From NBC's Domenico Montanaro
Pennsylvania counts -- a lot, the Clinton campaign stressed on a conference call with reporters.
"If Barack Obama can't win there, how can he win the general election?" Chief Strategist Mark Penn asked, re-iterating the thesis of a memo the Clinton camp sent out yesterday. That memo was ridiculed by the Obama campaign in a response e-mail to the media, which line-by-line commented on and edited the Clinton memo.
"If someone on my staff wrote that I'd fire them," said Philadelphia Mayor Michael Nutter, a Clinton supporter who was also on the call.
All this comes on the heels of an Obama conference call yesterday when Obama Campaign Manager David Plouffe stressed, "This is not just about Pennsylvania. They [the Clinton campaign] are the prohibitive favorite in Pennsylvania. We will not be defined by Pennsylvania. We will try to get the most votes and delegates, but we won't cherry-pick states."
Pennsylvania Gov. Ed Rendell, a Clinton surrogate also on the call, took humbrage. "Diminishing Pennsylvania is offensive," he said.
Plouffe added in yesterday's call a famliar refrain for the Obama campaign: "This is a race for delegates." He also stressed Obama will focus on, in addition to Pennsylvania, the other nine contests, including Indiana and North Carolina, which combined have more delegates at stake (187) than Pennsylvania (158).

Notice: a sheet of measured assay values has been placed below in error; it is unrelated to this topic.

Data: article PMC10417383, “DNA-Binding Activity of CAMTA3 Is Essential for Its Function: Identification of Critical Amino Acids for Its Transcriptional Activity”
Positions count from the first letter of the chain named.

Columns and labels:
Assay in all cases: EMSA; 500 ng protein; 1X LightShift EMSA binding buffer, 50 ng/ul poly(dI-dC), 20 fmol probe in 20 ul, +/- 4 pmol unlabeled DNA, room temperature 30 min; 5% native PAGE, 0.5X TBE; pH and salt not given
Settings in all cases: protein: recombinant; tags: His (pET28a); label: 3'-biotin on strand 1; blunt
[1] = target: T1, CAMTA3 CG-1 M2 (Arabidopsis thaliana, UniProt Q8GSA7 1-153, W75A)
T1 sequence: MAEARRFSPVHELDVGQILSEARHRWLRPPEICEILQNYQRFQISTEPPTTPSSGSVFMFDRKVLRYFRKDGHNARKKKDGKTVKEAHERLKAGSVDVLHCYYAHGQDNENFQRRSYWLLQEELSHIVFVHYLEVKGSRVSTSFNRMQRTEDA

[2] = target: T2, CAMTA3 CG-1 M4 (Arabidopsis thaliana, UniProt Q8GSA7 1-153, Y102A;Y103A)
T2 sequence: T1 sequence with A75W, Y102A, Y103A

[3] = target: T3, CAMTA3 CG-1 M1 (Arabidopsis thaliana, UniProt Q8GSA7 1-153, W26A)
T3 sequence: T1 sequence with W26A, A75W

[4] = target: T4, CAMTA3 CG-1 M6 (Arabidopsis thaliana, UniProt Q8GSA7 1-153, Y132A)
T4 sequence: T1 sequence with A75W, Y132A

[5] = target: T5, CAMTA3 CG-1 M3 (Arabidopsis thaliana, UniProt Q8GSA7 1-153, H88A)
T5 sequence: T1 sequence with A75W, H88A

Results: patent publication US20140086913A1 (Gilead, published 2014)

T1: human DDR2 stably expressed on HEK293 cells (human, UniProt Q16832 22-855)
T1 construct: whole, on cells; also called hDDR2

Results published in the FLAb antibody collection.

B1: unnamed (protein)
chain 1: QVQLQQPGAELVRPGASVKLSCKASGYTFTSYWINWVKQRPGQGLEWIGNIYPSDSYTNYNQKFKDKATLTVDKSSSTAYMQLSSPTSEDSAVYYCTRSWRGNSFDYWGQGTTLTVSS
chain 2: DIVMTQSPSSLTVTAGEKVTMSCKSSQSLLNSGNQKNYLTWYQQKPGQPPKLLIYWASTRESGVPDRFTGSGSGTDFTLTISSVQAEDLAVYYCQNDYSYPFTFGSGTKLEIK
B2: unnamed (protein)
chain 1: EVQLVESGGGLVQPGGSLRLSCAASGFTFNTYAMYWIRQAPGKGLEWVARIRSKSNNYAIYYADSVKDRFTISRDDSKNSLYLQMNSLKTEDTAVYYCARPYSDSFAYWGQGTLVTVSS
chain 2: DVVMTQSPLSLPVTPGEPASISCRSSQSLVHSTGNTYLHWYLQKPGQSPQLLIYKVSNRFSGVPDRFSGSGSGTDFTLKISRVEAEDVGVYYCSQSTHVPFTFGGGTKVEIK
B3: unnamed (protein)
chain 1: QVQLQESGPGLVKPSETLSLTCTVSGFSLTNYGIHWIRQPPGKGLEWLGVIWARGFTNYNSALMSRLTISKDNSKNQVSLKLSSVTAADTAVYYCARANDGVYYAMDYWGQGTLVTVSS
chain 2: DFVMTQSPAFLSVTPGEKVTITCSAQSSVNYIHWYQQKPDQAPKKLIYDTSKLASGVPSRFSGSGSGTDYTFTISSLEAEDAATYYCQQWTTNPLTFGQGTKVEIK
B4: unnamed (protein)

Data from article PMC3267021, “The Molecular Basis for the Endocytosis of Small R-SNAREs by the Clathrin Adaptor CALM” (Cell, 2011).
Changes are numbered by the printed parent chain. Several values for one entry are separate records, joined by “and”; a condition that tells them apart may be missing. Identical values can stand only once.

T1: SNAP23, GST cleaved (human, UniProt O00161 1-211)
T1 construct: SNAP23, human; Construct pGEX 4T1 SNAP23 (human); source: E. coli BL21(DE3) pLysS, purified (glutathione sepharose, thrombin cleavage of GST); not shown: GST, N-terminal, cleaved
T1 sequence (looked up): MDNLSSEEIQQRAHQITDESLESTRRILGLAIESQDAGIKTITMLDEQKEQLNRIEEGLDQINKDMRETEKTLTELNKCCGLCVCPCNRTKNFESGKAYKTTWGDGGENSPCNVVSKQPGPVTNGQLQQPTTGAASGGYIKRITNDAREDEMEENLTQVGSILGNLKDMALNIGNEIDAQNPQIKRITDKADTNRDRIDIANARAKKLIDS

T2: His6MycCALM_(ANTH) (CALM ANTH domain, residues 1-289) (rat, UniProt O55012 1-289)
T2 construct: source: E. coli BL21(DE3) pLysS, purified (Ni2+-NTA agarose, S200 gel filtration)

At the crux of the Clinton camp's argument is that Pennsylvania is a critical swing state. But this is not a general election; it's a primary and as NBC's Mark Murray wrote yesterday there is no direct correlation historically between primary victories and general-election ones.
In addition, a poll the Clinton campaign cited on the call to show that their candidate holds an 18-point lead in Pennsylvania, also shows Obama faring slightly better than Clinton against McCain among Keystone Staters in a general-election match up.
"Look there are different polls explaining different things," Clinton Communications Director Howard Wolfson explained when asked about it. He cited the recent NBC/Wall Street Journal poll, which "shows them in same place" against McCain.
He continued, "The bottom line is, and the Obama campaign would admit to this, the general election is going to be extremely competitive, and John Mccain is going to be a very formidable nominee… I don't think there is any sense, from the Obama campaign, that it would be somehow a cakewalk. All the polls show both candidates are running equal against Sen. McCain. That's somewhat less important than nominating the best person."
That's not quite the same thing as saying, "If Barack Obama can't win there [in Pennsylvania], how can he win the general election?"